By KEN SWEET
NEW YORK — The stock market sputtered to an indecisive close Thursday, taking a pause after three straight days of losses.
Small company stocks, which have slumped 10 percent from their early-July peak into what’s known as a “correction,” recovered the most.
Thursday’s pause followed what has been tough spell for the market, including the Dow Jones industrial average’s 238-point drop Wednesday and a weak September. The buying may have reflected people stepping into the market to take advantage of the recent declines, a trend of “buying on the dip” that has kept the market rising all year despite various geopolitical shocks and worries about Europe’s flagging economy.
Stocks had been sharply lower most of the day, only to recover in the last couple of hours of trading. The Dow had been down as much as 130 points.
“People have been waiting a long time to get back in, and I think [the declines in September] created an entry point for the cash on the sidelines to start buying again,” said Aaron Jett, an equity strategist at Bel-Air Investment Advisors, which focuses on investing for high net-worth individuals.
The Standard Poor’s 500 index (^GPSC) was effectively unchanged on the day, rising one one-hundredth of a point to close at 1,946.17. Technically, the SP 500’s ever-so-slight gain let it avoid a fourth straight day of declines, which would have been the first time that has happened since December 2013.
The Russell 2000 index, which tracks small-company stocks, gained 1 percent, far more than the SP 500 and the Dow. The Russell entered into what’s known as a “correction” on Wednesday, which is when a stock index falls 10 percent or more for a recent high.
“People are willing to dip their toes back in,” Jett said.
The prices of crude oil and energy stocks, which had also been through a rough patch, recovered as well.
Oil had slumped earlier in the day, helping to drag energy and other stocks lower, but ended up recovering all of its losses by the close of trading. Benchmark U.S. crude oil rose 28 cents to $91.01 a barrel in New York. It fell to $88.18 at one point, its lowest level since April of 2013.
Oil had been on multi-week slide after OPEC announced it would keep oil production at its current levels despite a weakening global economy and a glut in world oil supplies. Lower oil prices are by and large good for the average U.S. consumer because it translates into lower gas prices. But lower oil prices also hurt the profitability of energy companies, which make up a large part of the U.S. stock market.
Airline stocks also made a modest recovery after sliding Wednesday. United Continental (UAL) rose 66 cents, or 1.5 percent, to $46.13, Delta Air Lines (DAL) was up 38 cents, or 1 percent, to $35.28 and Jet Blue (JBLU) rose 34 cents, or 3 percent, to $10.59. The airlines got beaten down Wednesday on fears that the news of the first diagnosed case of Ebola in the U.S. might curtail demand for travel.
“Confirmation of a case of Ebola in the U.S. has joined a growing list of bad news stories with geopolitical tensions in Ukraine and Hong Kong, and growth concerns around China and Europe,” said Niall King of CMC Markets in a commentary.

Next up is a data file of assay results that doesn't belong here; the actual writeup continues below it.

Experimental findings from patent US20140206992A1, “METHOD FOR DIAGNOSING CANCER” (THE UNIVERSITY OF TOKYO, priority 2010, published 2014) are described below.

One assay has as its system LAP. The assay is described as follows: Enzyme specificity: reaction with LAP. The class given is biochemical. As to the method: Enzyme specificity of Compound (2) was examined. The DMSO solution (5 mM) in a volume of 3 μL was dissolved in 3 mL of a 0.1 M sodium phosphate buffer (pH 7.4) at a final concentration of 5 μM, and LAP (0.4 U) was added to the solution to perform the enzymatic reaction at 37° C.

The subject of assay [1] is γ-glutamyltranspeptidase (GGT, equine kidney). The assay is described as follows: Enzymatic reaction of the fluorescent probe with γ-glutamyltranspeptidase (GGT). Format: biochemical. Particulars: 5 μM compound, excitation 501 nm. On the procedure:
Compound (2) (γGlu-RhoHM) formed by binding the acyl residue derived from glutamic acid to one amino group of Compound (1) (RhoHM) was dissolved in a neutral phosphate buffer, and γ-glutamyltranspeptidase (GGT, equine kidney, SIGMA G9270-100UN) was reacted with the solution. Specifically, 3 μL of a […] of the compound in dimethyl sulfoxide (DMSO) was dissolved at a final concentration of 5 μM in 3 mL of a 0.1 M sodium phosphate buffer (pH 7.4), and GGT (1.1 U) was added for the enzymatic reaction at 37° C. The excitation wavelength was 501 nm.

Even with the modest gains, the general direction of the U.S. market in recent weeks has lower. The biggest point of concern for investors has been Europe, and once again, those concerns flared up on Thursday.
European stock markets sank following comments from European Central Bank President Mario Draghi, who said the bank would keep interest rates at record-low levels and start a bond-buying program to help boost economic demand. The program’s details were limited, causing investors to hit the “sell” button across the continent.
“[Draghi] missed an opportunity today to greatly expand [the bank’s economic stimulus programs] and he blew it,” said Doug Cote, chief market strategist at Voya Investment Management.
Germany’s DAX lost 2 percent, France’s CAC-40 index fell 2.8 percent and the United Kingdom’s FTSE 100 fell 1.7 percent. Some of Europe’s riskier stock markets, such as Spain and Italy, were down as much as 4 percent.
Europe’s economic weakness has been a problem for U.S. investors for several weeks now. U.S. companies sell goods globally and if Europe’s economic slowdown were to continue, it could hit company’s profits.
Wall Street did have one bit of positive economic news to work through. The number people seeking U.S. unemployment benefits dropped 8,000 last week to 287,000, the lowest level in more than eight years. Overall, 2.3 million people are receiving unemployment benefits, the fewest since June 2006.
Investors are waiting for the closely watched monthly jobs report, released Friday by the Labor Department. Economists expect U.S. employers added 215,000 workers in September and the unemployment rate remained at its current level of 6.1 percent.
In other markets, U.S. government bond prices fell slightly. The yield on the 10-year Treasury rose to 2.43 percent. In metals trading, the price of gold fell 40 cents to $1,215.10 an ounce, silver fell 21 cents to $17.05 an ounce and copper fell four cents to $3 a pound.
In other energy futures trading on the NYMEX, wholesale gasoline fell 4.1 cents to close at $2.409 a gallon, heating oil fell 1.8 cent to close at $2.638 a gallon and natural gas fell 9.1 cents to close at $3.932 per 1,000 cubic feet.
What to Watch Friday:
- At 8:30 a.m. Eastern time, the Labor Department releases its monthly employment report for September, and the Commerce Department reports international trade data for August.
- The Institute for Supply Management releases its index of business conditions for the service sector at 10 a.m.